December 7, 2023 | Rome, Italy

The eggplant girls

By |2018-03-21T18:57:09+01:00September 20th, 2013|Food & Wine Archive|
The Greek love affair with the eggplant is age-old.

very year, I meet up with a group of my oldest girlfriends and we escape someplace. The idea is to spend a week away from work, family, stress, and — at least in my case — the web.

Social suicide? No, it’s the opposite: total mind peace.

Though we couldn’t be more different as a group, our friendship has stood the test of time. Think of “Sex and the City” but with a Mediterranean twist.

This year we decided to celebrate our millionth year of camaraderie with a trip to, of all places, the Mediterranean, specifically the Aegean Sea.

The result was an August boat trip that took us to some of the most characteristic and charismatic Greek islands, including Rhodes and Lindos (both on Rhodes), the harbor town of Symi (and Kalo Chorio, its adjacent upper village), and the barely reachable Dodecanese island town of Chalki, or Halki. Best of all, we spent three whole days anchored in a bay of a tiny island — Alimia — that has had no fixed residents since World War II (unless you count resident goats and local Greeks, who visit it annually on April 23 to celebrate St. George Day).

My friends were a bit more concerned about keeping in touch, and many of them gave into Gen Y genes despite roaming charges and assorted costs. Not me. I shut down everything. I wanted to focus on a four-letter word: food.

If you love it as much as I do, try sitting around a table covered with traditional Greek delicacies. After you’re finished, do tell me if you’d rather be updating your Facebook or dispatching Instagram photos (I’d give you a break if they were food related).

Greeks have always had a love affair with eggplant, or aubergine (melitzana in Greek). We love them in Italy too, but the Greeks take their preparation techniques to another level. They fry, boil, braise, puree, bake, stuff, stew, and grill, even going as far to preserve eggplants as sweets. Legend has it that eggplant could cause madness. Its Italian name, melanzana was a corruption of mela insane, “mad apple,” which made it into early English as “melongene.” Almost needless to say, I ate more eggplant in eight days than I do in six months.

Since returning from the heavenly Aegean I’ve had recurring eggplant daydreams, call them recipe dreams. Moussaka, the classic Greek eggplant dish, brings to mind Italy’s traditional melanzane alla parmigiana. There are also polpettine di melanzane, deep friend eggplant meatballs, and simple but delicious grilled eggplant coated in olive oil, parsley and garlic.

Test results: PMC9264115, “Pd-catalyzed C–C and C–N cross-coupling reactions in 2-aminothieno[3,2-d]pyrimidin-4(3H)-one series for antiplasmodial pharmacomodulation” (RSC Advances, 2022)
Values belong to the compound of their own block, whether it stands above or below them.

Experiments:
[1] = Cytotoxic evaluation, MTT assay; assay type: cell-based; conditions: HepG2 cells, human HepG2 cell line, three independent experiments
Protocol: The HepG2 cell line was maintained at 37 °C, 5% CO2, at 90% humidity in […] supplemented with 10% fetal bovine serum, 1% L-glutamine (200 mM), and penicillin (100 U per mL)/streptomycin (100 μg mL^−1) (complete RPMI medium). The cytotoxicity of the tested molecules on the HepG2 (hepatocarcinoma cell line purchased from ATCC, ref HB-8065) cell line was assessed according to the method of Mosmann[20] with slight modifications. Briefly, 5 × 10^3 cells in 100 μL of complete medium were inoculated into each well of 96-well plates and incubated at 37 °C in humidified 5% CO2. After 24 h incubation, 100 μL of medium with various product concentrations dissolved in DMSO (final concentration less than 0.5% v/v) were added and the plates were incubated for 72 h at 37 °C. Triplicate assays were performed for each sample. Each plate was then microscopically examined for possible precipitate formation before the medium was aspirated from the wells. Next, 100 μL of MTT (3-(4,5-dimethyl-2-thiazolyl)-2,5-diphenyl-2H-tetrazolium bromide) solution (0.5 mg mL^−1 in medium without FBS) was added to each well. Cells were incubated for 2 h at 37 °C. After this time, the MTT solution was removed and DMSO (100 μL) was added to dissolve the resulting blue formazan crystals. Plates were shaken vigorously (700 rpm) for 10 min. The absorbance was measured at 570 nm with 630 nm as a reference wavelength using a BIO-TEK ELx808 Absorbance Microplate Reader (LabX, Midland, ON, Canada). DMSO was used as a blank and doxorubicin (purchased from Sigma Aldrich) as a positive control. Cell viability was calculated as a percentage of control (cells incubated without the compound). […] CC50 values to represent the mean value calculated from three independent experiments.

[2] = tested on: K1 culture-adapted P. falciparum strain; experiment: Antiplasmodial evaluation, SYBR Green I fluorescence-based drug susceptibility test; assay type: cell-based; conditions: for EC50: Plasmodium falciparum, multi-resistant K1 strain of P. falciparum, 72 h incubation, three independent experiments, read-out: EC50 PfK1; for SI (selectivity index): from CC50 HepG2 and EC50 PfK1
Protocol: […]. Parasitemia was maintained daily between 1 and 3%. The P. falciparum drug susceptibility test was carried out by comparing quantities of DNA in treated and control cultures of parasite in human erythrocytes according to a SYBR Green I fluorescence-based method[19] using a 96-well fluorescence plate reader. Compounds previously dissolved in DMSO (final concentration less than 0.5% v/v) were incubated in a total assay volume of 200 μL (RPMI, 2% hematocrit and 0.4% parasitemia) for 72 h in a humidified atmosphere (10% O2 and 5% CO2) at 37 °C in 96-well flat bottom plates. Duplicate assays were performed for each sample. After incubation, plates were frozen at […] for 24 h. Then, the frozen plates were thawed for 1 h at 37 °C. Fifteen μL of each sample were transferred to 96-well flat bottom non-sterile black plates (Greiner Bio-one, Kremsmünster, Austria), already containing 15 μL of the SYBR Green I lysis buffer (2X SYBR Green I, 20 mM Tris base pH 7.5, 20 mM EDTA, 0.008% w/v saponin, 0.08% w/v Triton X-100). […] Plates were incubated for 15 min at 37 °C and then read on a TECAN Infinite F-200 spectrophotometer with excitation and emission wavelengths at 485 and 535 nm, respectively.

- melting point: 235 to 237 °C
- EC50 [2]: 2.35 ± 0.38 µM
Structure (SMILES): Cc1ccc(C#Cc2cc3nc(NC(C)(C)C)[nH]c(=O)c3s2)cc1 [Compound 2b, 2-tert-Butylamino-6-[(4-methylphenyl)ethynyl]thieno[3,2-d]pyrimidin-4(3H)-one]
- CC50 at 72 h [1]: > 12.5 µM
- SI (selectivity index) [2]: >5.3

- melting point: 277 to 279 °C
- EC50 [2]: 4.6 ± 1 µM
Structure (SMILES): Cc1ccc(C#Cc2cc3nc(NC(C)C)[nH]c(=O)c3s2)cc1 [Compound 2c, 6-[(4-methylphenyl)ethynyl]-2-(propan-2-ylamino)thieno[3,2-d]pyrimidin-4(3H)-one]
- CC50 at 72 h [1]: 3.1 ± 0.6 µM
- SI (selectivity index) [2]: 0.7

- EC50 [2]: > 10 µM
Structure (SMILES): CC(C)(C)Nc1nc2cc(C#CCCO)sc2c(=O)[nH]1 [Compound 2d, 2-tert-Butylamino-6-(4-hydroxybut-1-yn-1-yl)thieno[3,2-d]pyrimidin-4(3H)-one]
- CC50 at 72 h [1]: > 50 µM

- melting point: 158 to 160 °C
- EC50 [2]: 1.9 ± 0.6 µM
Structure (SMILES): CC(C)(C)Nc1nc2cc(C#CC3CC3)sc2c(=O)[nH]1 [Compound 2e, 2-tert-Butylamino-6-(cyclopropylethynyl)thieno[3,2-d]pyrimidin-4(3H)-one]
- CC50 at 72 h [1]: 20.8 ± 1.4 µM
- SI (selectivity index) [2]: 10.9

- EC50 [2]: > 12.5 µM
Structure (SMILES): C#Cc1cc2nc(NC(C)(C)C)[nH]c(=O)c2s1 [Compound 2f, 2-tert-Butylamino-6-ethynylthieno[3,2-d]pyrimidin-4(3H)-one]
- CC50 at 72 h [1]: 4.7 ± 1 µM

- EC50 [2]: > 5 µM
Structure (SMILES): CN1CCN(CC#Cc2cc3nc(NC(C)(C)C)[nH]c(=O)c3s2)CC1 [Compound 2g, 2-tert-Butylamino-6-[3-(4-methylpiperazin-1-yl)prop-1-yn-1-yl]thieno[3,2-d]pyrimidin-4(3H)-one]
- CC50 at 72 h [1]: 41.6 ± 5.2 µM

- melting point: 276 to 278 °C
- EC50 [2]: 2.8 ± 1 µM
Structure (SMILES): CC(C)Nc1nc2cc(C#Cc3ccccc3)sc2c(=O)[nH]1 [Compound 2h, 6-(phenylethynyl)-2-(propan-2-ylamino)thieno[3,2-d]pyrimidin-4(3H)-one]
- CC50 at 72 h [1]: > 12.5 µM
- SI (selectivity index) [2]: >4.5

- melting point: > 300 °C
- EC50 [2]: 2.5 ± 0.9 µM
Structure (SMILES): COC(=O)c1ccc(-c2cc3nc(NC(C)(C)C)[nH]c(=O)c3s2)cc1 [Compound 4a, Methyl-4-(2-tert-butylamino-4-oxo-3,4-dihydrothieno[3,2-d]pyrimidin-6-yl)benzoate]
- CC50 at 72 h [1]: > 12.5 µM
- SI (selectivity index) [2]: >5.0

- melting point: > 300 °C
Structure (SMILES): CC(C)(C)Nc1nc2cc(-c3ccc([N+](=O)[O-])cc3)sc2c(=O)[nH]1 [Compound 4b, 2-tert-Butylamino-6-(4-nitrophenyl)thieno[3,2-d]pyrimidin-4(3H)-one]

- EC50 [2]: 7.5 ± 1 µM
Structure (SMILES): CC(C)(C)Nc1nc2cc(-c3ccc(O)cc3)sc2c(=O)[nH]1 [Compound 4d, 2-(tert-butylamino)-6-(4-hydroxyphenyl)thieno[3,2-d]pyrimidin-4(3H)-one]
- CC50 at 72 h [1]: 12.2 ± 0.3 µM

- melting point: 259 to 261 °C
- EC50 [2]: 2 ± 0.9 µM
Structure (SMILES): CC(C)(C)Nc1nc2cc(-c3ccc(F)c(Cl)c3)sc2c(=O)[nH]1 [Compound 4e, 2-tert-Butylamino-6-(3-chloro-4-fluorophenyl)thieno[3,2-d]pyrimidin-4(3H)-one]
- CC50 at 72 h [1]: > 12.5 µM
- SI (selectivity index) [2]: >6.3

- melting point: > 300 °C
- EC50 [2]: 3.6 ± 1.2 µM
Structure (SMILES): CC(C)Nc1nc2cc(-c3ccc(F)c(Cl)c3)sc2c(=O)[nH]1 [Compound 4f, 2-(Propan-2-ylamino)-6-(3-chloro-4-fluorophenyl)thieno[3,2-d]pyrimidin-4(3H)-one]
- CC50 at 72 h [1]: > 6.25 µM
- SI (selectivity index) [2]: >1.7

Eggplant revelry led me back to an old family recipe, a staple on my nonna‘s menu and among my family’s favorites. Admittedly, we never had our eggplant on Aegean yacht, but eating something good can sometimes be a vacation unto itself.

Pasticcio di Melanzane


  • 4 medium eggplants.

  • 800ml peeled or chopped tomatoes.

  • 2 medium/large mozzarella balls.

  • 2 eggs.

  • Breadcrumbs.

  • 2 garlic cloves.

  • Extra Virgin Olive Oil.

  • A handful of basil leaves.

  • Salt.


— Start with the tomato sauce. Put olive oil and garlic into a frying pan and cook the garlic until slightly golden to flavor the oil.

— Pour the tomatoes into the pan and leave it to thicken for about 20 minutes on medium heat. Salt to taste.

— Meantime, cut the eggplants into small cubes. Add these to a second frying pan coated in olive oil, together with few leaves of basil, letting the eggplant soften. Salt to taste.

— Once both are ready, turn down the heat and pour the tomato sauce into the eggplants. Add the chopped mozzarella and let it melt into the mixture until stringy.

— Turn off the burners and add the eggs. Mix well and finally add the breadcrumbs. (Necessary to achieve thickness. The finished mixture should not be runny.)

— Tightly pack the finished mixture into an oven dish. Sprinkle more breadcrumbs on top and add a few bits of mozzarella, which should give you a beautiful crust on the top of the finished dish.

Bake for about 30 minutes, or until golden on top.

About the Author:

Dalila Ercolani was born and raised in Rome. At 18, she moved to England where she earned a degree in International Management and Spanish at the University of Bath and a Masters in European Public Policy at UCL in London. At university, she fell in love with cooking while learning its basics. After five years in the UK and in Spain, she now lives in Rome and has teamed up with her foodie sister on a food blog called Quattromani.